Comment on PEP-0238

Paul Prescod paulp at
Mon Jul 2 19:03:14 EDT 2001

Terry Reedy wrote:
>... However, in a general case such as
> 82/4, the expression is more obviously a problem to be solved (which is how
> the interpreter sees it) rather than an answer in itself and the assumption
> of divisibility may well be disasterously wrong.

I strongly feel that in the modern world, people will see an unadorned
82/4 as 20.5. Go ask someone on the street: "What's 11 divided by 2." If
they are good enough at mathematics to even figure out an answer, they
will usually respond 5.5. Very few would bother to ask you whether you
mean "count division." Very few would answer 5. Try it with your family
and (non-mathematician) friends.

We could each work up more and more complicated expressions of the
question but I don't see that as relevant. The Python interpreter
presents no such "background". The person is given a raw command line
and asked type an expression that evaluates to 5.5. Most people will
type 11/2 (if we disallow directly typing 5.5!). 

The prevalence of calculators moves people more and more in that
direction every day. They choose to truncate (or not) after the
calculator has done the division.

> Underlying these formulations of the survey question is the observation
> that most arithmetic is done to answer questions about the 'real' world by
> using numbers to represent or model quantities of things in the world.
> When so, each number has an at least implicit unit attached.  In this
> context, the fundamental question is whether the unit is divisible (or is
> allowed to be) or not.  If not, one uses (in Python) an integer (or long).
> If the units are divisible, one should tell readers and the interpreter by
> using divisible numbers (floats, complex) to model them, either from the
> start (by adding '.0') or at least at the point of division (by converting
> with float()).  The suffix '.0' says "Yes, this number is currently a whole
> number (whether by design or accident) but it represents something that is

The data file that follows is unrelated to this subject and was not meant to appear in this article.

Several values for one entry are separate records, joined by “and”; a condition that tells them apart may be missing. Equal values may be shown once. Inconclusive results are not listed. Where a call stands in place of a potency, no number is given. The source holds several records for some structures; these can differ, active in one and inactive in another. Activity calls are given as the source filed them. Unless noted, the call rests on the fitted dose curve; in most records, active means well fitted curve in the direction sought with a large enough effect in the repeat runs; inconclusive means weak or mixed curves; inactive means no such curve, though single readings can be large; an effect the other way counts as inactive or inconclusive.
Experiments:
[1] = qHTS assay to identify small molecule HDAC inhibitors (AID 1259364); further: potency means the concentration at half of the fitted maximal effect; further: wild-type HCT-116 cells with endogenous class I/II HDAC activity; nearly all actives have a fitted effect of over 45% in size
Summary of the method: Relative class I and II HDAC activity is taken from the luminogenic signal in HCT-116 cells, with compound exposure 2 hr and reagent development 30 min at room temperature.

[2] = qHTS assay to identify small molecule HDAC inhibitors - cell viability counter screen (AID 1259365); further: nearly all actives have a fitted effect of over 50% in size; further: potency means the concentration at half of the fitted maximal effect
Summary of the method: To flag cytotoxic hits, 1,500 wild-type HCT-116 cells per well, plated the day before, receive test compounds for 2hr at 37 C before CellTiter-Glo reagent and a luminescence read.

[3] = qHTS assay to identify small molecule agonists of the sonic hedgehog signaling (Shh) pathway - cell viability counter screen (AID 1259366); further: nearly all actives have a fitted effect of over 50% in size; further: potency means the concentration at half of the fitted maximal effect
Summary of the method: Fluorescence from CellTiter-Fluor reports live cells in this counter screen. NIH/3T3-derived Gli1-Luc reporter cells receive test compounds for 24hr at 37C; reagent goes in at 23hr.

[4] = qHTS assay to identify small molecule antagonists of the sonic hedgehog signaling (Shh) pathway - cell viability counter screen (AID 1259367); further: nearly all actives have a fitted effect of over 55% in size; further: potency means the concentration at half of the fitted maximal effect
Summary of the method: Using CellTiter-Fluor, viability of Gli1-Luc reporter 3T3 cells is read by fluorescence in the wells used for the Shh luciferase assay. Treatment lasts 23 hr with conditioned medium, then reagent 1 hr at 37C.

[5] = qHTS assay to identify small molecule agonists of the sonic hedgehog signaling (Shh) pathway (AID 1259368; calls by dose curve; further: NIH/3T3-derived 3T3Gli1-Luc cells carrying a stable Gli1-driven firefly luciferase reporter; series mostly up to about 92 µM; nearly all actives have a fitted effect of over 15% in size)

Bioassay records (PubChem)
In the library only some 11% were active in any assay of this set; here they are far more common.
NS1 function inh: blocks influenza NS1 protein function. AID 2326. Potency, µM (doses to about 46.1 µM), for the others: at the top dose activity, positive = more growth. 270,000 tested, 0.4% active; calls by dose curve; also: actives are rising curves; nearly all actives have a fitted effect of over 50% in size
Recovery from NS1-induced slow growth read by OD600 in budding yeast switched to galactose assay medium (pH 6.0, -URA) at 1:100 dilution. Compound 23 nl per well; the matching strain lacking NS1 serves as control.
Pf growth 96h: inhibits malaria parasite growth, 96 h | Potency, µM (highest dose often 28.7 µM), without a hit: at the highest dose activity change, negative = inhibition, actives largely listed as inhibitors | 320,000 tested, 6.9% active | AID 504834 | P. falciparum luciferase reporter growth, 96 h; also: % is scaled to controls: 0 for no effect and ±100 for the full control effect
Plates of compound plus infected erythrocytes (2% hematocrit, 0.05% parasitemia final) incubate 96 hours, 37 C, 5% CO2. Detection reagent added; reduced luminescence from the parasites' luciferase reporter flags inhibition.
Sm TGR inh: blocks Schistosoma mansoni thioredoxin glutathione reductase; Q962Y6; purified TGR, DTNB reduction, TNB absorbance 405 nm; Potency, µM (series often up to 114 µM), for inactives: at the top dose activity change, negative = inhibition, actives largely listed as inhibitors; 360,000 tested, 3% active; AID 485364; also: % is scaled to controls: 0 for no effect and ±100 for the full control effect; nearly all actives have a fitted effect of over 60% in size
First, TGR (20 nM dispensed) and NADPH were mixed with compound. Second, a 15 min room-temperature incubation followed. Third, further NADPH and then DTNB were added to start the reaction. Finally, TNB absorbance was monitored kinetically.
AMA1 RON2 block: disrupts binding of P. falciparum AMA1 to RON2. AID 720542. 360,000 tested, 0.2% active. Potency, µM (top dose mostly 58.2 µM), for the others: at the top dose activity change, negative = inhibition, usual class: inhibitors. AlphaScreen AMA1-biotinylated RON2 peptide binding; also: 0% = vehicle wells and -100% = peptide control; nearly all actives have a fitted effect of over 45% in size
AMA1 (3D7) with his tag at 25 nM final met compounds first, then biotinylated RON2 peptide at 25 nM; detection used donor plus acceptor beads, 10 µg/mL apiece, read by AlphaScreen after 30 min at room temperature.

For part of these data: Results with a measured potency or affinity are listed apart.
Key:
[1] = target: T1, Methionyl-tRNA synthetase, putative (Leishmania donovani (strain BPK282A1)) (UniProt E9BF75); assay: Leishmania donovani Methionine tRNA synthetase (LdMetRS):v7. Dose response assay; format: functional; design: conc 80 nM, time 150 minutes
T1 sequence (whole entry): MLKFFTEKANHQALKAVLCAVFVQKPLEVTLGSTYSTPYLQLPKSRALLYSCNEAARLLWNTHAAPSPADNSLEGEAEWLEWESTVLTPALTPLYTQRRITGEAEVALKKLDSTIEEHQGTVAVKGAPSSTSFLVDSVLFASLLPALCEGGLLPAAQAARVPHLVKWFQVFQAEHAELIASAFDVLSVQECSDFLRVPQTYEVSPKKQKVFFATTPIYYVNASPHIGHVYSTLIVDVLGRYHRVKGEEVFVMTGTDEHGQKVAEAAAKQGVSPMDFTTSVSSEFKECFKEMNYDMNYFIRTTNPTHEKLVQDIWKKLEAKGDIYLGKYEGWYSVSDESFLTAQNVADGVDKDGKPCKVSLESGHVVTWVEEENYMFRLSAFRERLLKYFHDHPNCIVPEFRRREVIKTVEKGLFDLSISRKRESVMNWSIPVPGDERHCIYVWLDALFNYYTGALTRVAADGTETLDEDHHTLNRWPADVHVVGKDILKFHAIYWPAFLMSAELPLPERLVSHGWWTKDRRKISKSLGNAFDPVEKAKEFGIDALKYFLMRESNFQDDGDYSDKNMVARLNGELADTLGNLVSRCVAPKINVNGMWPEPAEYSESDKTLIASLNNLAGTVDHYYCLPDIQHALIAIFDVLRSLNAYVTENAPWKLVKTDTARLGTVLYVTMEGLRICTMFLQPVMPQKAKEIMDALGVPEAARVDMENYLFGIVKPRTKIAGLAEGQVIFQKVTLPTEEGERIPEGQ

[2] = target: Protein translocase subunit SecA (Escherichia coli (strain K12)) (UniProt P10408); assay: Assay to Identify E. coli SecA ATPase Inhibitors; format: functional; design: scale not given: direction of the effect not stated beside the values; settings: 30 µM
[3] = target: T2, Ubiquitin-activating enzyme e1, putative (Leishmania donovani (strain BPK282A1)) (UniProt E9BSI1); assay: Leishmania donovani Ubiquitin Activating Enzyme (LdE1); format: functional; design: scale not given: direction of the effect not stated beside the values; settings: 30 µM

> splittable and which we may well want to split into fractions."  

I do not think it is very good idea to use two syntaxes that are
semantically equivalent in "real math" to indicate divisibility. Perhaps
we should have a "divisible" keyword. And maybe one day we could say
that 5.00 represents not double-precision math but *triple* precsion.
Adding zeros to the end could get you more and more precision. You see
my point? Adding mathematically meaningless numbers to the front and/or
back is a terrible way to change the properties of the object you are

But anyhow, this is not the crux of the issue.

In a dynamically typed language with no type declarations it makes more
sense to define the nature of the operation *at the point of the
operation* and not at the point where the value is initialized. If you
write a function like this:

def teachersPerClassRoom(teachers, classroom):
    return teachers/classroom

you absolutely do NOT want the users of this function to accidently
subvert it and get meaningless answers by passing it "3.0" instead of
"3". Therefore to make this safe, you need to do this:

def teachersPerClassRoom(teachers, classroom):
    return int(teachers)/int(classroom)

(or something like that)

I do this on *every* division that works with paramaters because that's
the only way I can be explicit and confident. And of course when I want
float division I do the opposite. Eventually after I do this a thousand
times or so I realized that I'm really selecting between two different
logical operators that happen to be sharing the same syntactic body. And
I'm selecting between these two operators in a syntactically obtuse,
runtime-inefficient manner. If I want count division, I want count
division. It doesn't matter if I'm handed a floating point number that
happens to be integral.

> Requiring
> that people think about divisibility in choosing a number representation is
> no more burdensome (and I think less so) than requiring them to think about
> mutability in choosing a tuple versus list sequence representation.

Many Python hot-shots admit to occasionally being bitten by the
int/float problem whereas we never have trouble with tuple/list. You may
be smarter than us, but Python is not only for smart people. The
confusion caused by this is well-documented:

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